Intro: The budget deadline is approaching rapidly, but the dominant parties in the State of Jammu and Kashmir do not seem to be coming closer.
“Delhi elections and the government formation here are not connected.”
—Naeem Akhtar, PDP chief spokesman
Elections often do not result into perfect outcomes. Fractured mandates are a reality of democracy. Rather than blaming the electorate, a better approach is: “voters have done their job, its time for the politicians to do theirs”. Political bickering is inevitable and problems in coordinating adequate numbers are bound to arise; but the sufferer in the process is the economy-depriving the people of not just administration but effective welfare schemes. The political stalemate has been a recurring phenomenon, but the politicians in economically advanced countries have tried to sort out their problems with economics on mind.
In their modern existence, western politicians have got their economic mostly priorities right. Problems do persist in the United States and regions of Europe. But the undeniable fact is that the leading countries from the European region are those that have insisted economic concerns to supervene the political activity. There is an example of warring Senators and Congressmen in the United States unable to agree on a budget from time to time, but we need to choose appropriate precedents for guidance.
Another example is the impact of the markets that resulted into an urgent government formation in the UK in 2010. The government was formed in the UK within a short span of time: 7 May and 12 May 2010. The mandate was fractured with Conservative Party as the single largest party with 290 seats, followed by Labour 247 and Liberal Democrats 51. Traditionally, Labour and Liberal Democrats have enjoyed ideological closeness. Despite their closeness and comfort the concern was forming a quick government. The economy was in recession and waned under the financial crises. The political parties (Conservatives and Liberal Democrats, considered to be diametrically opposite on issues such as joining the European Union and choice between first past the post or proportional representation for elections chose to keep their ideological considerations apart and form a government, based on a common programme in a very short time. Inspite of stalemate and near failure of negotiations, the political parties continued negotiations. It was the concern of the response of the markets to this wriggle of government making that expedited the negotiations and resulted into the formation of the government.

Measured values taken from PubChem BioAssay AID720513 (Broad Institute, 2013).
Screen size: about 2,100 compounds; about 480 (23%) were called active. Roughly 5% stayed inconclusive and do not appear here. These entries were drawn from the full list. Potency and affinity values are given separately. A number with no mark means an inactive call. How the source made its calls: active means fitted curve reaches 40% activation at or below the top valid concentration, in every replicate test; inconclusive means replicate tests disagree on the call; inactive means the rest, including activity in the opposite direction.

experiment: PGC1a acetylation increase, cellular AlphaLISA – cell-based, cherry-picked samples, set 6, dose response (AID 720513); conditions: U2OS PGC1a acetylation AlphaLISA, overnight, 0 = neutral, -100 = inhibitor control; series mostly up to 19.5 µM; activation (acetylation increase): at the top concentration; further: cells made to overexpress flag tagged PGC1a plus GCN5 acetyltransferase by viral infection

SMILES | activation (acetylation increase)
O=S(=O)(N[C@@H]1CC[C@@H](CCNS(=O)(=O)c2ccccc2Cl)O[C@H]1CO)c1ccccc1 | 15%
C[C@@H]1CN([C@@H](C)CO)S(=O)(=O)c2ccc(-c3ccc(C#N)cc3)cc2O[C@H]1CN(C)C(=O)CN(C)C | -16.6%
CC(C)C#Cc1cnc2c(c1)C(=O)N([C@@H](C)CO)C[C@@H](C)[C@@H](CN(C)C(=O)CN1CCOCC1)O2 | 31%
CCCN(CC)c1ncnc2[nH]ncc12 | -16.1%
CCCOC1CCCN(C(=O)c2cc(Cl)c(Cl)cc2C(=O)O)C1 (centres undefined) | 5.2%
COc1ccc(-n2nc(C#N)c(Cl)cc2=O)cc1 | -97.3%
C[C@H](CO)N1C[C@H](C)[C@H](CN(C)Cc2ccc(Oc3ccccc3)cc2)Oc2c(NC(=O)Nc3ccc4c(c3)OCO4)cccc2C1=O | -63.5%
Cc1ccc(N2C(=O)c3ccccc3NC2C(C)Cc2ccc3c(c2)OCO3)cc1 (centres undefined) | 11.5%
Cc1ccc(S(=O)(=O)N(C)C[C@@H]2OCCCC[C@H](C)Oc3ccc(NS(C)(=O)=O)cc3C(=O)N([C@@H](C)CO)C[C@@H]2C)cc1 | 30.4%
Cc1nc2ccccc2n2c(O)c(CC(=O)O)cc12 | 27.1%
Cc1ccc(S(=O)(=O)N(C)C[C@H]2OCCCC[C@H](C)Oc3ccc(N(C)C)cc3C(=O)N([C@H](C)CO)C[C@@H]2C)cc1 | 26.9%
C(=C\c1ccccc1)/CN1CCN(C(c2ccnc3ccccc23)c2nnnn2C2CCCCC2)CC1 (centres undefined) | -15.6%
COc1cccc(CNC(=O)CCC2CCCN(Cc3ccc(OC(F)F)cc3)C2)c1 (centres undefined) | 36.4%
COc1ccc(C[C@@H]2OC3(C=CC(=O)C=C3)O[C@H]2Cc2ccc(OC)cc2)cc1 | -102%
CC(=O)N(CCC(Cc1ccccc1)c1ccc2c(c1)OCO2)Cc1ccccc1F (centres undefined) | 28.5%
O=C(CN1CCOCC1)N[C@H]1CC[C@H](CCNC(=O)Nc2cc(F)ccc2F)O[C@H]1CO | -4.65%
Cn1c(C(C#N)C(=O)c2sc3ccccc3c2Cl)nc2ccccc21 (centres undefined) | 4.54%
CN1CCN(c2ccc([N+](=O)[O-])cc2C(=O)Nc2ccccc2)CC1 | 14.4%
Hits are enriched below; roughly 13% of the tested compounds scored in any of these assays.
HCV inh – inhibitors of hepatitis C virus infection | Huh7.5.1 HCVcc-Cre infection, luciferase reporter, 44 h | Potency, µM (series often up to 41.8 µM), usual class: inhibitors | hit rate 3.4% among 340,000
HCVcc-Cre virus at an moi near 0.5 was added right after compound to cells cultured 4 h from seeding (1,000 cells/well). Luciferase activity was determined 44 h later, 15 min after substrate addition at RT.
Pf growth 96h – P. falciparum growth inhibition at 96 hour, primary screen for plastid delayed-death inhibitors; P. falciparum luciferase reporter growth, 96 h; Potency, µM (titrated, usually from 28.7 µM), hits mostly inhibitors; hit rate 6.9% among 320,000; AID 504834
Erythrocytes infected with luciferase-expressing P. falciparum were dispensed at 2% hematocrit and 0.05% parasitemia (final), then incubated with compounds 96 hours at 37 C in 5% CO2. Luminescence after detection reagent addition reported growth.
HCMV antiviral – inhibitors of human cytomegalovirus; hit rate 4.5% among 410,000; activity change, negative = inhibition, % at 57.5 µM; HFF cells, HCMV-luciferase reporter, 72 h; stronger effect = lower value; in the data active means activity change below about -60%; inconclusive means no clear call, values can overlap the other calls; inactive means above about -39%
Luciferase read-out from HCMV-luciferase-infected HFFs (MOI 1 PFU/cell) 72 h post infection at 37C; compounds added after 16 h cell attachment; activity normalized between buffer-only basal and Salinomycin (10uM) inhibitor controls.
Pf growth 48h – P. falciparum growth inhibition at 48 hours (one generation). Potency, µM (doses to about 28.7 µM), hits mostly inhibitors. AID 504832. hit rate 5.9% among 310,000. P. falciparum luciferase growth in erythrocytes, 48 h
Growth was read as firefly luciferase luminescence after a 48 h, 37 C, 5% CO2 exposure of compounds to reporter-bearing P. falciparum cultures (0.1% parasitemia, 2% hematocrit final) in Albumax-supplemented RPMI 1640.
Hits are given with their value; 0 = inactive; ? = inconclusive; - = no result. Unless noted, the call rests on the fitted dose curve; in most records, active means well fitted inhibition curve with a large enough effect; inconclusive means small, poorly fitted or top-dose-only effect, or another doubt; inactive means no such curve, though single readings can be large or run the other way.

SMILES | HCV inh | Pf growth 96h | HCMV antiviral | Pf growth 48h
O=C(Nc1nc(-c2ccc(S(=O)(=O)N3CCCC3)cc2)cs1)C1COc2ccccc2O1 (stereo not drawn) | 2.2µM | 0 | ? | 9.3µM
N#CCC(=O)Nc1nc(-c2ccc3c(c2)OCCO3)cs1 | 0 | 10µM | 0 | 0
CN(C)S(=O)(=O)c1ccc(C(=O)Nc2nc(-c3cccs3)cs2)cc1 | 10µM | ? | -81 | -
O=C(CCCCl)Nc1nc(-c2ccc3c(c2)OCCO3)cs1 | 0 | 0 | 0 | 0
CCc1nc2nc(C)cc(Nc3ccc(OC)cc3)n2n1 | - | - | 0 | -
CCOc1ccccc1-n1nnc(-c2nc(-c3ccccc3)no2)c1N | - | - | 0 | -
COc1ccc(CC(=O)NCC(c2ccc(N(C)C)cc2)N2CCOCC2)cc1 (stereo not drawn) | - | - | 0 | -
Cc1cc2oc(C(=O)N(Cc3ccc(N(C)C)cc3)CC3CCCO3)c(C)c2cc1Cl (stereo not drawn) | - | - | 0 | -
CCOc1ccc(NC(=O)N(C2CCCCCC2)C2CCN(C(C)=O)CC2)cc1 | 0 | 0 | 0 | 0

Jammu and Kashmir has been under Governor’s Rule following a fractured mandate in the Assembly Elections held last year. The alliance talks between the two-BJP and PDP have been on a standstill due to the Delhi elections. Absence of government has serious economic implications. The first duty of the State Government is to present the budget under Article 202 of the Constitution of India. This duty is arriving soon and we do not have a government. It is not that an alternative arrangement for performing the constitutional duty in the absence of a Government is not present, but such a budget would fail to represent and comply with the aspirations of the populace. The people of the State of J&K came out in large numbers to express their faith and conviction in democracy. The alternatives in the absence of a government are not in consonance with an effective democracy. The budget deadline is approaching rapidly, but the dominant parties in the State of J&K do not seem to be coming closer. The imperatives to form government are constitutional, but more than that they hold economical significance.
The people have given a mandate, divided equally amongst the two principal regions: Jammu and Kashmir. It means a coalition government that fulfills the aspirations of both these regions should be formed. The parties that have majority in these regions are a natural choice to form a government. It is time to deliver on the figures with economic objectives on mind, rather than quibbling over the ideological dogmatism.There are many pressing needs of the State that can be resolved only by a stable government. The unemployment rate is high, alongwith the wastage of apple due to lack of storage and transport facilities, and falling yields of apple and shrinking coverage of valuable saffron growing area. There are many grants from the Central Government, most of which are under utilised. For the stable state-of affairs and equitable growth in the state of J&K, in today’s time there is a need to undertake steps to implement and review the steps taken under Rangarajan Report to generate employment in the state.
Dr Anirudh Rajput (The writer is a Supreme Court Lawyer and Director JKSC)